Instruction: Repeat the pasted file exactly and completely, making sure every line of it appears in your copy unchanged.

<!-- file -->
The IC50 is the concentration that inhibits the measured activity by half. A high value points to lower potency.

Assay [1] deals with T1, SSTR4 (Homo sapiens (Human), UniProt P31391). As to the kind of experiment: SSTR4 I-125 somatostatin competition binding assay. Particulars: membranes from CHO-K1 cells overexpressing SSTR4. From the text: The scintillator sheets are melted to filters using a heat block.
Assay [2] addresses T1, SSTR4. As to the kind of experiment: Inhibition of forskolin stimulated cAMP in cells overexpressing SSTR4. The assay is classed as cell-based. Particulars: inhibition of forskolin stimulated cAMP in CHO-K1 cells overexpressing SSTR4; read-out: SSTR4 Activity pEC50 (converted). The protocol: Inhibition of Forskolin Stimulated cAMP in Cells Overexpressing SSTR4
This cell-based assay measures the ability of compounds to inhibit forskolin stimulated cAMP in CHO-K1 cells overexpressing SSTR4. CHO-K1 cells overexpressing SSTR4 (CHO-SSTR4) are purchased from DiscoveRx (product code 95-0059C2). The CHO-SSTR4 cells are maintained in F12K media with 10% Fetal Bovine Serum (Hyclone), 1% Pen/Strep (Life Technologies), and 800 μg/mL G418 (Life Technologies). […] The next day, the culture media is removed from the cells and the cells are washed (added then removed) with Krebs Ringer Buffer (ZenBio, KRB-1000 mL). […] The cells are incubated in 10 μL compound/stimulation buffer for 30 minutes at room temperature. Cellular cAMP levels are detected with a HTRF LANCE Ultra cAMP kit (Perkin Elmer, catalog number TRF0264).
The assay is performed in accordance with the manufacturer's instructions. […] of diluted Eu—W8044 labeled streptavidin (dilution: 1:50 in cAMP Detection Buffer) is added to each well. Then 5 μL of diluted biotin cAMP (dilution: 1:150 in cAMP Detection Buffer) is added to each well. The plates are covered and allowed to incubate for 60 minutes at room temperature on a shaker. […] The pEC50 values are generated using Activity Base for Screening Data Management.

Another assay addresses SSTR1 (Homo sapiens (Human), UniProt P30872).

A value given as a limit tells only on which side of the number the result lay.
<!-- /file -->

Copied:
The IC50 is the concentration that inhibits the measured activity by half. A high value points to lower potency.

Assay [1] deals with T1, SSTR4 (Homo sapiens (Human), UniProt P31391). As to the kind of experiment: SSTR4 I-125 somatostatin competition binding assay. Particulars: membranes from CHO-K1 cells overexpressing SSTR4. From the text: The scintillator sheets are melted to filters using a heat block.
Assay [2] addresses T1, SSTR4. As to the kind of experiment: Inhibition of forskolin stimulated cAMP in cells overexpressing SSTR4. The assay is classed as cell-based. Particulars: inhibition of forskolin stimulated cAMP in CHO-K1 cells overexpressing SSTR4; read-out: SSTR4 Activity pEC50 (converted). The protocol: Inhibition of Forskolin Stimulated cAMP in Cells Overexpressing SSTR4
This cell-based assay measures the ability of compounds to inhibit forskolin stimulated cAMP in CHO-K1 cells overexpressing SSTR4. CHO-K1 cells overexpressing SSTR4 (CHO-SSTR4) are purchased from DiscoveRx (product code 95-0059C2). The CHO-SSTR4 cells are maintained in F12K media with 10% Fetal Bovine Serum (Hyclone), 1% Pen/Strep (Life Technologies), and 800 μg/mL G418 (Life Technologies). […] The next day, the culture media is removed from the cells and the cells are washed (added then removed) with Krebs Ringer Buffer (ZenBio, KRB-1000 mL). […] The cells are incubated in 10 μL compound/stimulation buffer for 30 minutes at room temperature. Cellular cAMP levels are detected with a HTRF LANCE Ultra cAMP kit (Perkin Elmer, catalog number TRF0264).
The assay is performed in accordance with the manufacturer's instructions. […] of diluted Eu—W8044 labeled streptavidin (dilution: 1:50 in cAMP Detection Buffer) is added to each well. Then 5 μL of diluted biotin cAMP (dilution: 1:150 in cAMP Detection Buffer) is added to each well. The plates are covered and allowed to incubate for 60 minutes at room temperature on a shaker. […] The pEC50 values are generated using Activity Base for Screening Data Management.

Another assay addresses SSTR1 (Homo sapiens (Human), UniProt P30872).

A value given as a limit tells only on which side of the number the result lay.